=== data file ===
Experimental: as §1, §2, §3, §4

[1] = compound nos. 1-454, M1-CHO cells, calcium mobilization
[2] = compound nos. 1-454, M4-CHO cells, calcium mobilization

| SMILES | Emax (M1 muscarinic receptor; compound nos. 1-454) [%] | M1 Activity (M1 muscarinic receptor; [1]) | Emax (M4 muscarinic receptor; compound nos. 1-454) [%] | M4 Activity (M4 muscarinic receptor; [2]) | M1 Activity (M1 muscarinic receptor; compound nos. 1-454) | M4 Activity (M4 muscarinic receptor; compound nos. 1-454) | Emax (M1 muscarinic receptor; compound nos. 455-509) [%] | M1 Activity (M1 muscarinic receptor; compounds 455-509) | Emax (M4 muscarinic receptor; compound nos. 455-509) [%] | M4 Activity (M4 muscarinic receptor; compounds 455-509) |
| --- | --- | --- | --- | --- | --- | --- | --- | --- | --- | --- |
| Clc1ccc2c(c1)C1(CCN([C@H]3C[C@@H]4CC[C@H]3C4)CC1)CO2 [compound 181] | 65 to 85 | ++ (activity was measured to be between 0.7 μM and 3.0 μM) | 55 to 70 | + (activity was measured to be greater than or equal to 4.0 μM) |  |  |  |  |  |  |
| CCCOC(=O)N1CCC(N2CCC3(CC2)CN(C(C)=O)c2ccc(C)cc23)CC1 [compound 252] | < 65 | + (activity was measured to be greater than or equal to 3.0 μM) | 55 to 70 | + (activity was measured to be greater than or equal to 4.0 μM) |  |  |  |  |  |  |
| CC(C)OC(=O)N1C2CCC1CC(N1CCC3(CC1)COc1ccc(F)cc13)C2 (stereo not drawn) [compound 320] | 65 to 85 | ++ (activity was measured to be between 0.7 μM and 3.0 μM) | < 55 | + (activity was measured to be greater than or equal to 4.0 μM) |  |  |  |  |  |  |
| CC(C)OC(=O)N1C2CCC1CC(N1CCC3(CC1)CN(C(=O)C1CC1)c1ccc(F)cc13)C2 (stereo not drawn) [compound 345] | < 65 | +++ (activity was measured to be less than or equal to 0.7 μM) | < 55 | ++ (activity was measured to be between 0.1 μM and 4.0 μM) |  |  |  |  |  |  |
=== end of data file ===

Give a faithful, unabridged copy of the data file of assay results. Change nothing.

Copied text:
Experimental: as §1, §2, §3, §4

[1] = compound nos. 1-454, M1-CHO cells, calcium mobilization
[2] = compound nos. 1-454, M4-CHO cells, calcium mobilization

| SMILES | Emax (M1 muscarinic receptor; compound nos. 1-454) [%] | M1 Activity (M1 muscarinic receptor; [1]) | Emax (M4 muscarinic receptor; compound nos. 1-454) [%] | M4 Activity (M4 muscarinic receptor; [2]) | M1 Activity (M1 muscarinic receptor; compound nos. 1-454) | M4 Activity (M4 muscarinic receptor; compound nos. 1-454) | Emax (M1 muscarinic receptor; compound nos. 455-509) [%] | M1 Activity (M1 muscarinic receptor; compounds 455-509) | Emax (M4 muscarinic receptor; compound nos. 455-509) [%] | M4 Activity (M4 muscarinic receptor; compounds 455-509) |
| --- | --- | --- | --- | --- | --- | --- | --- | --- | --- | --- |
| Clc1ccc2c(c1)C1(CCN([C@H]3C[C@@H]4CC[C@H]3C4)CC1)CO2 [compound 181] | 65 to 85 | ++ (activity was measured to be between 0.7 μM and 3.0 μM) | 55 to 70 | + (activity was measured to be greater than or equal to 4.0 μM) |  |  |  |  |  |  |
| CCCOC(=O)N1CCC(N2CCC3(CC2)CN(C(C)=O)c2ccc(C)cc23)CC1 [compound 252] | < 65 | + (activity was measured to be greater than or equal to 3.0 μM) | 55 to 70 | + (activity was measured to be greater than or equal to 4.0 μM) |  |  |  |  |  |  |
| CC(C)OC(=O)N1C2CCC1CC(N1CCC3(CC1)COc1ccc(F)cc13)C2 (stereo not drawn) [compound 320] | 65 to 85 | ++ (activity was measured to be between 0.7 μM and 3.0 μM) | < 55 | + (activity was measured to be greater than or equal to 4.0 μM) |  |  |  |  |  |  |
| CC(C)OC(=O)N1C2CCC1CC(N1CCC3(CC1)CN(C(=O)C1CC1)c1ccc(F)cc13)C2 (stereo not drawn) [compound 345] | < 65 | +++ (activity was measured to be less than or equal to 0.7 μM) | < 55 | ++ (activity was measured to be between 0.1 μM and 4.0 μM) |  |  |  |  |  |  |